So if I'm gonna invite you to, uh, Spanish talk from a poet, for example, and I feed you pizza, that's a bit of a disconnect there. So it would be wonderful if we would circle around Howles and maybe or something. So then that keeps warming up the heart of the ones that are coming in and it makes them feel that you're thinking about them.

Uh, if you come to my party, And you're gluten free. I'm gonna have gluten free cookies for you because I want you to feel special in my home and welcome, and I want you to come back. So I think it's as simple as that, just being kind and and considerate and thinking about their experience before what we are trying to achieve.

So we need to come together with that connection of the relationship. The breaking down of the barriers, whether it's language, whether it's financial, whether it's the inconvenience of driving all the way from parachute to come to an event in Basalt, then that would be amazing. We're just not used to it.

And I think if all the organizations can continue to do the work that they do and then add this little nugget to what they already do, which is just having an additional piece of the puzzle, which is budget for inclusion, then we could have better results. And we can see the community come in to situations where they're usually not a part of."

Halfway through the day, artists went into break-out sessions according to their interests. They chose between Performing Arts and Media, Visual Arts, or Education. Concerns brought up in those groups were everything from marketing needs to ticket sales. Individual artists and representatives for arts organizations had nearly 7 hours of information and group conversations to process by the time happy hour rolled around, so we caught up with one local artist to find out some of the information she found most impactful. Elise Hillbrand is a multi-disciplinary artist that also works as the Marketing and Communications Manager for the Carbondale Clay Center.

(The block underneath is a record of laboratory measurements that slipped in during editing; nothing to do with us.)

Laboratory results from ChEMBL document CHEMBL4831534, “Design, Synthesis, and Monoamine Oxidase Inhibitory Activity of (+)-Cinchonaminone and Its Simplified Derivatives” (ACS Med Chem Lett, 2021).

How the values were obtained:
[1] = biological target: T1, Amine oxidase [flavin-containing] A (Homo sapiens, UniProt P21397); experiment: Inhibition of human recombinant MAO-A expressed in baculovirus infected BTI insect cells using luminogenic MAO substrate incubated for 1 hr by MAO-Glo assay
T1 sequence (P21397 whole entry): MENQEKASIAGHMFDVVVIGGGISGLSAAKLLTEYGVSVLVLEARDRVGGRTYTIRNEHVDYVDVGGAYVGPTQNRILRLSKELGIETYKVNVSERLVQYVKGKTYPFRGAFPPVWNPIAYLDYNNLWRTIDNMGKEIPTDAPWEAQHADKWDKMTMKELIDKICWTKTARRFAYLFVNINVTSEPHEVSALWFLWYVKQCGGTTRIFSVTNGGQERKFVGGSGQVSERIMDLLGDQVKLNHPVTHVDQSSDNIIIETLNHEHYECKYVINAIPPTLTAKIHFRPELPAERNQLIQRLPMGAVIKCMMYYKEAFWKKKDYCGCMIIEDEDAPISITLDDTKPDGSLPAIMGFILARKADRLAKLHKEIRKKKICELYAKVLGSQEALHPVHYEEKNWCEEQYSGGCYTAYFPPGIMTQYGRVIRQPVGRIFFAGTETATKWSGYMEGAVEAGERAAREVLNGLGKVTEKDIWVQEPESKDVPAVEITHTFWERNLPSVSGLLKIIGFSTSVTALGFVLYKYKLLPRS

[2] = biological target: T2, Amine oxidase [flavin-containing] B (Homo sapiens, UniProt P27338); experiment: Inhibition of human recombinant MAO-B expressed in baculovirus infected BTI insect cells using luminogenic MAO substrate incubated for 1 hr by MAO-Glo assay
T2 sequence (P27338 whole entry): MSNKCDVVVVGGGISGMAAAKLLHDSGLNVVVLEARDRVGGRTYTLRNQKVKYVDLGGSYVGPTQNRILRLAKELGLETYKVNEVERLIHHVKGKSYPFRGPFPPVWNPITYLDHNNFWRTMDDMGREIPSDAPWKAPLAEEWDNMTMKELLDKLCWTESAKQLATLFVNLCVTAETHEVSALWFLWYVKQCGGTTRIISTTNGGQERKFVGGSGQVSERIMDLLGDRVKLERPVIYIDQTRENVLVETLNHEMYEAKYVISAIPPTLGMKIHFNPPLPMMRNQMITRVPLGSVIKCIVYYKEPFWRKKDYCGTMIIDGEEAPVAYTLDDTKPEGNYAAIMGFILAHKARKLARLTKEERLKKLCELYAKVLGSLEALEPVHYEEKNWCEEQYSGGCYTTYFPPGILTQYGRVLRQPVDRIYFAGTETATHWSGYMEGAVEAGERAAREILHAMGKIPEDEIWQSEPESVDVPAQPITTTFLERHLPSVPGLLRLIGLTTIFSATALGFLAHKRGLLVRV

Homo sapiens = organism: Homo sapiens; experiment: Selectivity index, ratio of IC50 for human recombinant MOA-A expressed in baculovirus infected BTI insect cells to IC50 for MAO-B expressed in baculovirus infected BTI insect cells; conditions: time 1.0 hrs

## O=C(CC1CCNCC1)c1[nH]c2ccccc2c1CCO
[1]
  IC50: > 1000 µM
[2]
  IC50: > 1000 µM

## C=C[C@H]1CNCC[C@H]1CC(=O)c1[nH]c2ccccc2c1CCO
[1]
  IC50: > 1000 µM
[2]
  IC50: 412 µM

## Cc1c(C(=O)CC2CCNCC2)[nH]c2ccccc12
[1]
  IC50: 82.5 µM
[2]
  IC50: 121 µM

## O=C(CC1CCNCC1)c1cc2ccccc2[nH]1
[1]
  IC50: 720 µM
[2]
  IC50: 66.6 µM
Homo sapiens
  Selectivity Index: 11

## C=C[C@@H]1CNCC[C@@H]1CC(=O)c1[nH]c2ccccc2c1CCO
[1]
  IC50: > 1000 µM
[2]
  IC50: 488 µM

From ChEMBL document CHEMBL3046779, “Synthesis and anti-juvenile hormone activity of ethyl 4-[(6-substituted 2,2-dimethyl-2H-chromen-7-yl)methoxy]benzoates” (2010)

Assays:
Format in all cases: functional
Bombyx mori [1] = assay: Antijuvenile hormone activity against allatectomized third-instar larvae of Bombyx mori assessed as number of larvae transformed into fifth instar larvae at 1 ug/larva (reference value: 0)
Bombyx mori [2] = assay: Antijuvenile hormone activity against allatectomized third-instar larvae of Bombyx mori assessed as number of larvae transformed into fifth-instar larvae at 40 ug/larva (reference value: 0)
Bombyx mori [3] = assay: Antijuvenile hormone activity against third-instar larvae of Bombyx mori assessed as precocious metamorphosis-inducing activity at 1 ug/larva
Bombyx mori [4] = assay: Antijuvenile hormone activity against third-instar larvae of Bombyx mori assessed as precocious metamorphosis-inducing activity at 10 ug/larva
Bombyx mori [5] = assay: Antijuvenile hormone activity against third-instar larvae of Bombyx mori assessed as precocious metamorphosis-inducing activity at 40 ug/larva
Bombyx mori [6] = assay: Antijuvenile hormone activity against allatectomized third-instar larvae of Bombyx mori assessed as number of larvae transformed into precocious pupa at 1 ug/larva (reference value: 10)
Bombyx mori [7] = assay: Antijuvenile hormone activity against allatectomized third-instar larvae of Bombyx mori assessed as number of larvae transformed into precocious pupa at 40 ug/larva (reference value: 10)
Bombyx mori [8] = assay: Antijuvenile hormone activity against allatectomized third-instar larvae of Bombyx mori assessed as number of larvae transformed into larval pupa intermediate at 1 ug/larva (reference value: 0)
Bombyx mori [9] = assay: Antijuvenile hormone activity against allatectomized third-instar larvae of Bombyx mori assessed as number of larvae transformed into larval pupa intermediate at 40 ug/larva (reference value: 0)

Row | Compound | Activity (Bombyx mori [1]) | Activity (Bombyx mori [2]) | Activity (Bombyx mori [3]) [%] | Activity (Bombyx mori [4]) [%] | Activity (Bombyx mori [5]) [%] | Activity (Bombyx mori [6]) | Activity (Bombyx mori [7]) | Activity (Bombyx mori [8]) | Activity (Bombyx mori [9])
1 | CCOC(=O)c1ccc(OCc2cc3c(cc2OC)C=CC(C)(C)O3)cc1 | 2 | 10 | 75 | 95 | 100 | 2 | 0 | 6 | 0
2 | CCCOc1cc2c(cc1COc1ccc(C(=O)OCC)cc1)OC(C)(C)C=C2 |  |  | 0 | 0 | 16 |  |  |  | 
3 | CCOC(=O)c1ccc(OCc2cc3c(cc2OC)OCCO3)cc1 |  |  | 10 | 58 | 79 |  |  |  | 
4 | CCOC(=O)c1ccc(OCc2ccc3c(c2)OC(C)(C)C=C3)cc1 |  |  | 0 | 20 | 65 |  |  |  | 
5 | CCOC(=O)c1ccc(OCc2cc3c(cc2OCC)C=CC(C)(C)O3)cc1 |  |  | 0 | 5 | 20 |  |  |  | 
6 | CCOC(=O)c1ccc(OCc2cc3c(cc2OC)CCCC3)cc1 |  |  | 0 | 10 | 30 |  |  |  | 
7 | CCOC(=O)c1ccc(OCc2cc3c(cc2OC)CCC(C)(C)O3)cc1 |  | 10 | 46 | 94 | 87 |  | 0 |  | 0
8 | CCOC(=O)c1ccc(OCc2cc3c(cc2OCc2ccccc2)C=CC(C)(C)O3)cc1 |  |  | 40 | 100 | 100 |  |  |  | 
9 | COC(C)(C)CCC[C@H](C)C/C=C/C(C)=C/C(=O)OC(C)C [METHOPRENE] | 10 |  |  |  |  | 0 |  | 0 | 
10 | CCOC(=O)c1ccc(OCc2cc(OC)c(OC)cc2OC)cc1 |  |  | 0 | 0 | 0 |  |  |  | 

"I have new insight about how to connect with the Latine community because if we want to reach out, we don't wanna tokenize.
So it's just really reassuring, like hearing that panel speak. About like us just reaching out to them and seeing who's interested from the community and like finding a better way. So just kind of opening our eyes to that and how we can be more inclusive and that it's possible and that people want to get involved.

These events are important, especially like the group conversation. Even if we didn't like come away with a new solution, we at least know where other organizations are running into issues or where they're succeeding and how we can be a part of that."

After sitting in on the in-depth panels and conversational work sessions, it’s clear that the local arts community looks towards a future of inclusive, bilingual programming and a lot of collaboration between funders, the public, education, and the many types of art that call the valley home.
For KDNK, I’m Hattison Rensberry.

Hattison Rensberry has a Bachelor’s Degree in Graphic Design and Drawing, but has worked for newsrooms in various capacities since 2019.
She also provides Editorial Design for the Sopris Sun.